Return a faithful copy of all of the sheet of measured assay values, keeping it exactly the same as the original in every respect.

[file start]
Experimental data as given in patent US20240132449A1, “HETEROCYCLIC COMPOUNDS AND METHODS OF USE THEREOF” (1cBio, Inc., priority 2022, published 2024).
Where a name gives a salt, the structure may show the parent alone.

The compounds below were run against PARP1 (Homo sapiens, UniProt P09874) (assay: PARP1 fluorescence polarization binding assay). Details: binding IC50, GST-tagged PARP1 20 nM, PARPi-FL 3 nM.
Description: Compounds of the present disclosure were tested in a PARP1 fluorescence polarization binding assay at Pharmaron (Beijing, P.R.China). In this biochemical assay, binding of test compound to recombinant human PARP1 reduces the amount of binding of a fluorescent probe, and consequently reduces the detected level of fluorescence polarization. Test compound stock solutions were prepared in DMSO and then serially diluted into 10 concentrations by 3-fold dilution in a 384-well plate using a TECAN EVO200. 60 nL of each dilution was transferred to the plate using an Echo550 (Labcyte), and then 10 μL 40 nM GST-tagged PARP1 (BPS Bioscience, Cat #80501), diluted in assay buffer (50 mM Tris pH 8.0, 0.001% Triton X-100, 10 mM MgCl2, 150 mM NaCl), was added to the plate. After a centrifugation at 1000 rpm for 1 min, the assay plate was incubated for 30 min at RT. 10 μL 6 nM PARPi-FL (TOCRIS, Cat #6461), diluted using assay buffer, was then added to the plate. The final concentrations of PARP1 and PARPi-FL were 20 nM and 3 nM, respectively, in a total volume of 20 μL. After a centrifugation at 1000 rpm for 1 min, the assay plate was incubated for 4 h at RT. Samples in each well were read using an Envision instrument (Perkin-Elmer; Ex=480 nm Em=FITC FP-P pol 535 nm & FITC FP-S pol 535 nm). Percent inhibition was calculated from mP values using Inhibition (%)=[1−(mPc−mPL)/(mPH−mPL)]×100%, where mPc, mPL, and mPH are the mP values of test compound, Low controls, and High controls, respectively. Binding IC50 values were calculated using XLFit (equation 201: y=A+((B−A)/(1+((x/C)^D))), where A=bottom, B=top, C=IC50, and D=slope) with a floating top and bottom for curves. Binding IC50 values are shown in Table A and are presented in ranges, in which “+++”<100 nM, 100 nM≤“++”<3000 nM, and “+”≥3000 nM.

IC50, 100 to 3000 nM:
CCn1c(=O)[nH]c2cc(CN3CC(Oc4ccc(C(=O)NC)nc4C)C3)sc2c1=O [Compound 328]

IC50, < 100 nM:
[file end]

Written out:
Experimental data as given in patent US20240132449A1, “HETEROCYCLIC COMPOUNDS AND METHODS OF USE THEREOF” (1cBio, Inc., priority 2022, published 2024).
Where a name gives a salt, the structure may show the parent alone.

The compounds below were run against PARP1 (Homo sapiens, UniProt P09874) (assay: PARP1 fluorescence polarization binding assay). Details: binding IC50, GST-tagged PARP1 20 nM, PARPi-FL 3 nM.
Description: Compounds of the present disclosure were tested in a PARP1 fluorescence polarization binding assay at Pharmaron (Beijing, P.R.China). In this biochemical assay, binding of test compound to recombinant human PARP1 reduces the amount of binding of a fluorescent probe, and consequently reduces the detected level of fluorescence polarization. Test compound stock solutions were prepared in DMSO and then serially diluted into 10 concentrations by 3-fold dilution in a 384-well plate using a TECAN EVO200. 60 nL of each dilution was transferred to the plate using an Echo550 (Labcyte), and then 10 μL 40 nM GST-tagged PARP1 (BPS Bioscience, Cat #80501), diluted in assay buffer (50 mM Tris pH 8.0, 0.001% Triton X-100, 10 mM MgCl2, 150 mM NaCl), was added to the plate. After a centrifugation at 1000 rpm for 1 min, the assay plate was incubated for 30 min at RT. 10 μL 6 nM PARPi-FL (TOCRIS, Cat #6461), diluted using assay buffer, was then added to the plate. The final concentrations of PARP1 and PARPi-FL were 20 nM and 3 nM, respectively, in a total volume of 20 μL. After a centrifugation at 1000 rpm for 1 min, the assay plate was incubated for 4 h at RT. Samples in each well were read using an Envision instrument (Perkin-Elmer; Ex=480 nm Em=FITC FP-P pol 535 nm & FITC FP-S pol 535 nm). Percent inhibition was calculated from mP values using Inhibition (%)=[1−(mPc−mPL)/(mPH−mPL)]×100%, where mPc, mPL, and mPH are the mP values of test compound, Low controls, and High controls, respectively. Binding IC50 values were calculated using XLFit (equation 201: y=A+((B−A)/(1+((x/C)^D))), where A=bottom, B=top, C=IC50, and D=slope) with a floating top and bottom for curves. Binding IC50 values are shown in Table A and are presented in ranges, in which “+++”<100 nM, 100 nM≤“++”<3000 nM, and “+”≥3000 nM.

IC50, 100 to 3000 nM:
CCn1c(=O)[nH]c2cc(CN3CC(Oc4ccc(C(=O)NC)nc4C)C3)sc2c1=O [Compound 328]

IC50, < 100 nM: